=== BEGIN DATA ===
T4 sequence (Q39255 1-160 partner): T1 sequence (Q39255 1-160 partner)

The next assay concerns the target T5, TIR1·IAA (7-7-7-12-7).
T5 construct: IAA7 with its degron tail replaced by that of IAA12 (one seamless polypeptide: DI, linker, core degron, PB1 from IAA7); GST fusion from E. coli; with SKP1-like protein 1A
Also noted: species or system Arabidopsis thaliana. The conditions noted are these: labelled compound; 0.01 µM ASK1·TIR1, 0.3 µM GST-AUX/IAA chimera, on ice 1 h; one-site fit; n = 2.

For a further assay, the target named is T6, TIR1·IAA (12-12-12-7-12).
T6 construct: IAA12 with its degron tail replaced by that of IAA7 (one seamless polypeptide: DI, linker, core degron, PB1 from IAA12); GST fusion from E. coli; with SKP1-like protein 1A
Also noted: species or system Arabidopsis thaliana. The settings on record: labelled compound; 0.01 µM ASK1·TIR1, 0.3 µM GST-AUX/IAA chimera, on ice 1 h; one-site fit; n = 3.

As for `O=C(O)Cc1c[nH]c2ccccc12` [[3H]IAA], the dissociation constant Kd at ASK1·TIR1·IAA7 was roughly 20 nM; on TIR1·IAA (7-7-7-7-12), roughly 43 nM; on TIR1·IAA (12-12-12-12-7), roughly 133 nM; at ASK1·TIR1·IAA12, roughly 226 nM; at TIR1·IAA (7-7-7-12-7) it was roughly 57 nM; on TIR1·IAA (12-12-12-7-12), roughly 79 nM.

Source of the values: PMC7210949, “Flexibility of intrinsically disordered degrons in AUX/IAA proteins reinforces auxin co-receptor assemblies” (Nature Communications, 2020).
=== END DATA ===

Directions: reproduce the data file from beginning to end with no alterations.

T4 sequence (Q39255 1-160 partner): T1 sequence (Q39255 1-160 partner)

The next assay concerns the target T5, TIR1·IAA (7-7-7-12-7).
T5 construct: IAA7 with its degron tail replaced by that of IAA12 (one seamless polypeptide: DI, linker, core degron, PB1 from IAA7); GST fusion from E. coli; with SKP1-like protein 1A
Also noted: species or system Arabidopsis thaliana. The conditions noted are these: labelled compound; 0.01 µM ASK1·TIR1, 0.3 µM GST-AUX/IAA chimera, on ice 1 h; one-site fit; n = 2.

For a further assay, the target named is T6, TIR1·IAA (12-12-12-7-12).
T6 construct: IAA12 with its degron tail replaced by that of IAA7 (one seamless polypeptide: DI, linker, core degron, PB1 from IAA12); GST fusion from E. coli; with SKP1-like protein 1A
Also noted: species or system Arabidopsis thaliana. The settings on record: labelled compound; 0.01 µM ASK1·TIR1, 0.3 µM GST-AUX/IAA chimera, on ice 1 h; one-site fit; n = 3.

As for `O=C(O)Cc1c[nH]c2ccccc12` [[3H]IAA], the dissociation constant Kd at ASK1·TIR1·IAA7 was roughly 20 nM; on TIR1·IAA (7-7-7-7-12), roughly 43 nM; on TIR1·IAA (12-12-12-12-7), roughly 133 nM; at ASK1·TIR1·IAA12, roughly 226 nM; at TIR1·IAA (7-7-7-12-7) it was roughly 57 nM; on TIR1·IAA (12-12-12-7-12), roughly 79 nM.

Source of the values: PMC7210949, “Flexibility of intrinsically disordered degrons in AUX/IAA proteins reinforces auxin co-receptor assemblies” (Nature Communications, 2020).